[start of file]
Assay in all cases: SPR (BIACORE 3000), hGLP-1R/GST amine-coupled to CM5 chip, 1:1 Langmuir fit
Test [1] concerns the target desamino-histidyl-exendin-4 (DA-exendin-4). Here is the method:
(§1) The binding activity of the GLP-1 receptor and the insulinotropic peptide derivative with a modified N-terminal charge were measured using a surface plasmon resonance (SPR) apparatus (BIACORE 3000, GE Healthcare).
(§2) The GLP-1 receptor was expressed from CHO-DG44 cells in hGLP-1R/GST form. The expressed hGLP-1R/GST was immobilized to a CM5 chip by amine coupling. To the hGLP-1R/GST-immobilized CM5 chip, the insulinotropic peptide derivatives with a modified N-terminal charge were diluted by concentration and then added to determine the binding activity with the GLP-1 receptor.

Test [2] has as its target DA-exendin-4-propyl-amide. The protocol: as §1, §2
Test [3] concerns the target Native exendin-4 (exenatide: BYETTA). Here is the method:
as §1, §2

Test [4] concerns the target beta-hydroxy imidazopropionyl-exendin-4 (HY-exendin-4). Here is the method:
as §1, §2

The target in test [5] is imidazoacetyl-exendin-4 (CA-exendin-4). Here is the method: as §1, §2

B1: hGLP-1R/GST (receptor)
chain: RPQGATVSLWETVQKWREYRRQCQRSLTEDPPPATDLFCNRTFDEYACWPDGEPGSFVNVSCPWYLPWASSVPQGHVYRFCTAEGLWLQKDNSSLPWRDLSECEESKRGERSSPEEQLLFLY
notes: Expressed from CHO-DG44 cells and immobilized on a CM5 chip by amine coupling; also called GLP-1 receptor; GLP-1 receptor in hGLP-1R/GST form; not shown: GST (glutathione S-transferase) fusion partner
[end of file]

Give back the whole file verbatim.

Assay in all cases: SPR (BIACORE 3000), hGLP-1R/GST amine-coupled to CM5 chip, 1:1 Langmuir fit
Test [1] concerns the target desamino-histidyl-exendin-4 (DA-exendin-4). Here is the method:
(§1) The binding activity of the GLP-1 receptor and the insulinotropic peptide derivative with a modified N-terminal charge were measured using a surface plasmon resonance (SPR) apparatus (BIACORE 3000, GE Healthcare).
(§2) The GLP-1 receptor was expressed from CHO-DG44 cells in hGLP-1R/GST form. The expressed hGLP-1R/GST was immobilized to a CM5 chip by amine coupling. To the hGLP-1R/GST-immobilized CM5 chip, the insulinotropic peptide derivatives with a modified N-terminal charge were diluted by concentration and then added to determine the binding activity with the GLP-1 receptor.

Test [2] has as its target DA-exendin-4-propyl-amide. The protocol: as §1, §2
Test [3] concerns the target Native exendin-4 (exenatide: BYETTA). Here is the method:
as §1, §2

Test [4] concerns the target beta-hydroxy imidazopropionyl-exendin-4 (HY-exendin-4). Here is the method:
as §1, §2

The target in test [5] is imidazoacetyl-exendin-4 (CA-exendin-4). Here is the method: as §1, §2

B1: hGLP-1R/GST (receptor)
chain: RPQGATVSLWETVQKWREYRRQCQRSLTEDPPPATDLFCNRTFDEYACWPDGEPGSFVNVSCPWYLPWASSVPQGHVYRFCTAEGLWLQKDNSSLPWRDLSECEESKRGERSSPEEQLLFLY
notes: Expressed from CHO-DG44 cells and immobilized on a CM5 chip by amine coupling; also called GLP-1 receptor; GLP-1 receptor in hGLP-1R/GST form; not shown: GST (glutathione S-transferase) fusion partner